Hawthorne Mayor Danny Juarez in court at the downtown Criminal Justice Center. October 2012 file photo.
Hawthorne Mayor Danny Juarez in court at the downtown Criminal Justice Center. October 2012 file photo. (Brad Graverson / Staff Photographer)

Hawthorne Mayor Danny Juarez used a ruse that he was conducting his own audit of a struggling city business to extort cash from the owners, according to grand jury transcripts released this week.

Juarez was indicted on Oct. 18 on two counts of perjury by declaration, after a three-day, closed-door Los Angeles County grand jury trial found that he deposited campaign donations in his personal bank account and did not report them, as required by state law.

According to witness testimony recorded in the transcripts, Juarez told Gold's Gym owners Steve and Abram Tavera he wanted to personally audit their business after learning that they were about to file bankruptcy and default on a $2.5 million city loan.

But instead of doing a thorough review of the gym's finances, Juarez merely reviewed a few documents and then asked for a campaign contribution in December 2009, shortly after he had been elected mayor. The Taveras - father and son - said they gave him two $1,000 checks that he returned, asking for cash, which he was given.

"I had written a check for a thousand dollars on the 28th of December as a donation to his campaign," Tavera testified. "He came, I think, on the 8th of January ... and needed another thousand dollars for his campaign.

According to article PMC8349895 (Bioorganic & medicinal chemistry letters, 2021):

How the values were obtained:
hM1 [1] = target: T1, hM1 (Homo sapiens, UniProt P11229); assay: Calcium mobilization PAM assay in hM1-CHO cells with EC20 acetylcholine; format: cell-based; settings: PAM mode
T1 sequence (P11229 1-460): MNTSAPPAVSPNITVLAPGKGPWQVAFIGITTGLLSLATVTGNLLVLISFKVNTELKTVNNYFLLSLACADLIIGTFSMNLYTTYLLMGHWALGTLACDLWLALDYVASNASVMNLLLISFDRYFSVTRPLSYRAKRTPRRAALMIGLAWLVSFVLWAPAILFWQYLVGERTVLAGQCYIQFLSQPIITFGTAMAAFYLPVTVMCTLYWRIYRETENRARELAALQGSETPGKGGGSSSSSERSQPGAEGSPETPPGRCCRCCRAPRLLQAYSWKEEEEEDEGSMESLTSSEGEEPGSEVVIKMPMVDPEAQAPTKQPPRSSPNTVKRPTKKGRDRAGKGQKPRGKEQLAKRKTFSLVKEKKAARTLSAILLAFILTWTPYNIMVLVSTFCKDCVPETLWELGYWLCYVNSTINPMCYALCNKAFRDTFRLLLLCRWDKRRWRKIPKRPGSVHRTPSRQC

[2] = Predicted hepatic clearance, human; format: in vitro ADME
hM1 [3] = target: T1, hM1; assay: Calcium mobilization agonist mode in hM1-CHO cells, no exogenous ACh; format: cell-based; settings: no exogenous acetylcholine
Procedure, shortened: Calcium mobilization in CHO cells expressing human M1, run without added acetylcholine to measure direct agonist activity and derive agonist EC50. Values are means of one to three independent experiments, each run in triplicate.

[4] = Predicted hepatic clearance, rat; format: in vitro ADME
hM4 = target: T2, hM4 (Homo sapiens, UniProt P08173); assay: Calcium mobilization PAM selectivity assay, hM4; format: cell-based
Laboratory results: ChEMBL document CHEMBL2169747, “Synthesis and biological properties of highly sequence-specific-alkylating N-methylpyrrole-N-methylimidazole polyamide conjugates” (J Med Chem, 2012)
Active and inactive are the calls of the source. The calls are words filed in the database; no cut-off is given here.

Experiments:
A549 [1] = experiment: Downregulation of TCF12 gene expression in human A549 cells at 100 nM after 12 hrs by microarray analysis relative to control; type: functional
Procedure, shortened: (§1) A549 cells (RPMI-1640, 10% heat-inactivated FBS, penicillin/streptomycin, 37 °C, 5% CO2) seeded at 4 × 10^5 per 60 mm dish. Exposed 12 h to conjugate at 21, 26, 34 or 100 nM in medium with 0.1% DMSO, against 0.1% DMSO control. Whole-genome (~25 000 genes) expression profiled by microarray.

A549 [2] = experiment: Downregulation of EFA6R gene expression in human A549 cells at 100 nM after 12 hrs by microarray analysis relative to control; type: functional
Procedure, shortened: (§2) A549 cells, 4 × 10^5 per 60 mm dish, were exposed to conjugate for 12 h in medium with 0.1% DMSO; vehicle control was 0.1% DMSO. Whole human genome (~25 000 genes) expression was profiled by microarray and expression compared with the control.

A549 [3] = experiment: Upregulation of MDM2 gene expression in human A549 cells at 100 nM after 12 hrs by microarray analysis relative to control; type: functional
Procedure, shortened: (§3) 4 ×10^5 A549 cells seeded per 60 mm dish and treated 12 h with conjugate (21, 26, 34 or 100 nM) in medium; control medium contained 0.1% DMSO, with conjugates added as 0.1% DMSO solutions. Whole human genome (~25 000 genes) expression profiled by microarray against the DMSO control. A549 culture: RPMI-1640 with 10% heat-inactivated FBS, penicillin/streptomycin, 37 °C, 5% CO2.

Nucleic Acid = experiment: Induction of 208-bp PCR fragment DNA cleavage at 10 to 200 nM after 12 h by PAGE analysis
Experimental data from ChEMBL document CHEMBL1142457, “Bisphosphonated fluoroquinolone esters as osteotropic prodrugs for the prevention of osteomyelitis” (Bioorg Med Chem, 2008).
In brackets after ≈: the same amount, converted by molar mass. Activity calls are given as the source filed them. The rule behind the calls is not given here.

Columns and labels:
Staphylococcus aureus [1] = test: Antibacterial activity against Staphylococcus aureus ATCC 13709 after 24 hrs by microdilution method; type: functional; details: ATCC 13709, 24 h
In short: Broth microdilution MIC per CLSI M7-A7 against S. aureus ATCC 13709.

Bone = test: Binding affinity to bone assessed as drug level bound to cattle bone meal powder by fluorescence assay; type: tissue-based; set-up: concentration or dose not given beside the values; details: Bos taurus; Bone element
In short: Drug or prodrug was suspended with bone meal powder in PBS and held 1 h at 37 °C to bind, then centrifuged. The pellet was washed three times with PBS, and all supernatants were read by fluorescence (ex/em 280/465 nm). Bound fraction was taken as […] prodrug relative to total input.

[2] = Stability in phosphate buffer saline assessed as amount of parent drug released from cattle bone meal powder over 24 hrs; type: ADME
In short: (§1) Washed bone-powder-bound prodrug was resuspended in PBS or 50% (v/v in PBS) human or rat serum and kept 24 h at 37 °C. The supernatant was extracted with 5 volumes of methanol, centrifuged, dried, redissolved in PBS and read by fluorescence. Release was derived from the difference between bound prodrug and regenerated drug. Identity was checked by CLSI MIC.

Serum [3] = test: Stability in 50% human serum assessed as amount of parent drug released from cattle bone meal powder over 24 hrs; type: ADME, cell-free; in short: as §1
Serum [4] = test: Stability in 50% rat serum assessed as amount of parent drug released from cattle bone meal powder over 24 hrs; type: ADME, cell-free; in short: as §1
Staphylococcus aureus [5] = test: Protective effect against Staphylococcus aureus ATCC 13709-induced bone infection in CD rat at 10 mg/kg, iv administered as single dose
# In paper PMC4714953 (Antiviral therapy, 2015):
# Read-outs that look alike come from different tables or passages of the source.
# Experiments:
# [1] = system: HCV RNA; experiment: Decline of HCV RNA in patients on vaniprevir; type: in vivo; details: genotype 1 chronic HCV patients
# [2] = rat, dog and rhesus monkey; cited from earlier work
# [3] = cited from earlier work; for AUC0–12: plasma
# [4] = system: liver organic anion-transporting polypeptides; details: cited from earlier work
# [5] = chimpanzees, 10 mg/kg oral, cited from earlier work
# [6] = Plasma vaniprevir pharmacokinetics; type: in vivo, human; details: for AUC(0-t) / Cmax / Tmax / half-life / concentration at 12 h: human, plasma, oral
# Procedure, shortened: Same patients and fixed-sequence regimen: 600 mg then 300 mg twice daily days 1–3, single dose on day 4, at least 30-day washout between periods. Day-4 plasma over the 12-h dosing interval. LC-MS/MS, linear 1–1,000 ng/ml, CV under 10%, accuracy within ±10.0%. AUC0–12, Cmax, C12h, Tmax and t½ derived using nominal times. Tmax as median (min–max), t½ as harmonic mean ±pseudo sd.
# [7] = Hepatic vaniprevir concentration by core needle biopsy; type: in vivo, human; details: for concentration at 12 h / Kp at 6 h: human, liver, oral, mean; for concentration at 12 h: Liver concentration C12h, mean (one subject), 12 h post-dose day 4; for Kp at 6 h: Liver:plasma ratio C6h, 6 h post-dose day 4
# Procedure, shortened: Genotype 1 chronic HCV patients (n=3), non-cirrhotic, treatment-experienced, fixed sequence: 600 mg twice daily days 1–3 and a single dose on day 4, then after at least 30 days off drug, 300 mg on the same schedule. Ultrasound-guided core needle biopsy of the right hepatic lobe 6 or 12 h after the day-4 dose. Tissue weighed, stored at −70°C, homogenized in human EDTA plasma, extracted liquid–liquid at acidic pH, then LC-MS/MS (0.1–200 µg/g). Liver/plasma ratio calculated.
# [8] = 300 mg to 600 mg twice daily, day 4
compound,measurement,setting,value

"After I wrote the two checks, he said he needed cash, so I tore up the checks and went to the bank and cashed $2,000 worth of money."

Juarez denied taking money from the Taveras.


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He said he was qualified to do the audit because he is a former financial analyst with Northrop Grumman, but Max Huntsman, a prosecutor in the Public Integrity Division of the Los Angeles County District Attorney's Office, said the audit was perfunctory and just a ruse.

"His version of an audit involved them handing him a few pieces of paper, telling him sort of where they stood financially, and asking that they give him money personally," Huntsman said. "Juarez shook down this business for $2,000 cash. Then a few months later he deposited another $2,000 that he got who-knows-where."

The Taveras reported the incident to the District Attorney's Office, saying they felt uncomfortable with the exchange. An investigation began in 2011, according to the transcripts.

Investigators reviewed bank documents, check stubs, and interviewed Juarez, the Taveras, City Council members, and former City Attorney Russ Miyahira, among others. They found that Juarez deposited $4,000 into his personal bank account a week after Abram Tavera withdrew $2,000 and said he gave it to the mayor.

Juarez did not testify before the grand jury, but district attorney's investigator David Bermejo relayed his May 2011 interview with the mayor.